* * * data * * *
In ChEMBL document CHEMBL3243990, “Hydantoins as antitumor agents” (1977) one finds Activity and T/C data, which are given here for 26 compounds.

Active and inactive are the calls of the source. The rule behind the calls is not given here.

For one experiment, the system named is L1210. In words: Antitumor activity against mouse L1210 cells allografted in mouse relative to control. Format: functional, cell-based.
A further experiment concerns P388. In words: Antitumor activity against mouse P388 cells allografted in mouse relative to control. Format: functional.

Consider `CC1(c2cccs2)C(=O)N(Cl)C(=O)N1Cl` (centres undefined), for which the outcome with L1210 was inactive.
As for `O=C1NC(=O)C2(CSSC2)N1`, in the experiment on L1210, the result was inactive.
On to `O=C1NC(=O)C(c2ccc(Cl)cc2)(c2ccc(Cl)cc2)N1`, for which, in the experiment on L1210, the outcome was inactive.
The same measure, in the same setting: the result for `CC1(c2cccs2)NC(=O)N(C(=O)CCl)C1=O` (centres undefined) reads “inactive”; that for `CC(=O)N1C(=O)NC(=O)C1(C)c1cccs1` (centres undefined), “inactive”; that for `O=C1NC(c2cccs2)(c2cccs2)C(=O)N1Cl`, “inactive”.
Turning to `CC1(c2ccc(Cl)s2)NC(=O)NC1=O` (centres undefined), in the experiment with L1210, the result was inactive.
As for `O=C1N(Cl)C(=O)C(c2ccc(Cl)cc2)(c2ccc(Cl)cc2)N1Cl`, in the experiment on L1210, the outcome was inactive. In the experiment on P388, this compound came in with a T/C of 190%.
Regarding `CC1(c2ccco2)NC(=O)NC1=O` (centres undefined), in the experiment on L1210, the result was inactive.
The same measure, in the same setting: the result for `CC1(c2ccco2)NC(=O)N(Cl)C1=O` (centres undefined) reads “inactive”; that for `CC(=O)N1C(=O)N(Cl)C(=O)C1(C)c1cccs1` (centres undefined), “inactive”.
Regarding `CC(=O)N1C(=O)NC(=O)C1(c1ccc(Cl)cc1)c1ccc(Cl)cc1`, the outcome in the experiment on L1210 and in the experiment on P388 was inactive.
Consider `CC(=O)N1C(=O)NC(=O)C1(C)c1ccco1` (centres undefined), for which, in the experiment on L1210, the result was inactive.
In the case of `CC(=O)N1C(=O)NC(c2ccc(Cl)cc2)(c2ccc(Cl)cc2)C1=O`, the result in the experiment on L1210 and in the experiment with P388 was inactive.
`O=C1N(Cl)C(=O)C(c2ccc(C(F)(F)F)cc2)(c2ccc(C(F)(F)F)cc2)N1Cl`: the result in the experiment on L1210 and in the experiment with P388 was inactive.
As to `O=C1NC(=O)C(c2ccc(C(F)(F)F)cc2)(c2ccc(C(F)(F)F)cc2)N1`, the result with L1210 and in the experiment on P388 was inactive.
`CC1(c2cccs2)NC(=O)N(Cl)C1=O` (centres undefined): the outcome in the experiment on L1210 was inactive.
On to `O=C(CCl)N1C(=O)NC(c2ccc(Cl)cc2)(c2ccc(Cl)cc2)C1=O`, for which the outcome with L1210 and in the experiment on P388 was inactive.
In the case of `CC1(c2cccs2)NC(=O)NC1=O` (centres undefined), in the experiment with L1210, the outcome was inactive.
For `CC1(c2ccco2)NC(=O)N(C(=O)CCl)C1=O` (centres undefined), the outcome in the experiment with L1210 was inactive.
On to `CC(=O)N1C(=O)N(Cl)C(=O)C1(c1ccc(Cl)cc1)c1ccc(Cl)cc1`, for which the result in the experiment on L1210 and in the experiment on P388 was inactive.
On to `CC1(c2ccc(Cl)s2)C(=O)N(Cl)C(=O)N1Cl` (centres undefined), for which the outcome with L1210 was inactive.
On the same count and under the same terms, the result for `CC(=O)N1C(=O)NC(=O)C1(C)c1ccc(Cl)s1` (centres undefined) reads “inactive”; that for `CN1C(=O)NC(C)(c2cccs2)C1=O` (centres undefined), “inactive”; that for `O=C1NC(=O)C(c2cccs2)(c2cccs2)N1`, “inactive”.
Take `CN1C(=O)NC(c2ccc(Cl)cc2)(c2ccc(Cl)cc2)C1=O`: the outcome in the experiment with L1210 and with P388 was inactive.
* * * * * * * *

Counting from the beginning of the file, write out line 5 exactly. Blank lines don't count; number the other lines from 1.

Consider `CC1(c2cccs2)C(=O)N(Cl)C(=O)N1Cl` (centres undefined), for which the outcome with L1210 was inactive.